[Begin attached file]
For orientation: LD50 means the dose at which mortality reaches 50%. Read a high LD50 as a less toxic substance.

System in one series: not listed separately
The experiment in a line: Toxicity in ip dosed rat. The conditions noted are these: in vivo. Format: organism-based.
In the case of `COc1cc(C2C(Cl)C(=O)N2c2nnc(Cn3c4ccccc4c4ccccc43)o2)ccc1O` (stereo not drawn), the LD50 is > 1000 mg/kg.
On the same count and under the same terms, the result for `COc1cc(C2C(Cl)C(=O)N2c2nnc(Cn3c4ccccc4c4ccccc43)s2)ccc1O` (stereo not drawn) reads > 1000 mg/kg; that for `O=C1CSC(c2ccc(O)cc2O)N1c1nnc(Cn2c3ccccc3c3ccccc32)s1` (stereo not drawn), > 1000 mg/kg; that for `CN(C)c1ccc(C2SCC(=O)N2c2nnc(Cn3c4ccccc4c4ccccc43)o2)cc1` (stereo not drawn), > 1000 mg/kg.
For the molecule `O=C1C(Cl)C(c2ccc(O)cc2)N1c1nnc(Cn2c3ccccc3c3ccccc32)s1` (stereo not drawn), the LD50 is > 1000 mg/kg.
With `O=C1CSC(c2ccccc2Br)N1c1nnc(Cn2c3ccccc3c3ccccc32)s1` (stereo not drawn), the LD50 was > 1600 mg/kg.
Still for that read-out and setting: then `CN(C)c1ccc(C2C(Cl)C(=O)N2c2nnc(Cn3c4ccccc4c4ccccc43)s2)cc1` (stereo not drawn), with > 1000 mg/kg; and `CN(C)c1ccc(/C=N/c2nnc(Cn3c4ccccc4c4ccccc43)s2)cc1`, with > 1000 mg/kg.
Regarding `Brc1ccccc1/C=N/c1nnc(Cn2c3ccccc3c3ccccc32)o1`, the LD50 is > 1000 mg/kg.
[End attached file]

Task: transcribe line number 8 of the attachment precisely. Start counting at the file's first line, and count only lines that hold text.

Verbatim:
Still for that read-out and setting: then `CN(C)c1ccc(C2C(Cl)C(=O)N2c2nnc(Cn3c4ccccc4c4ccccc43)s2)cc1` (stereo not drawn), with > 1000 mg/kg; and `CN(C)c1ccc(/C=N/c2nnc(Cn3c4ccccc4c4ccccc43)s2)cc1`, with > 1000 mg/kg.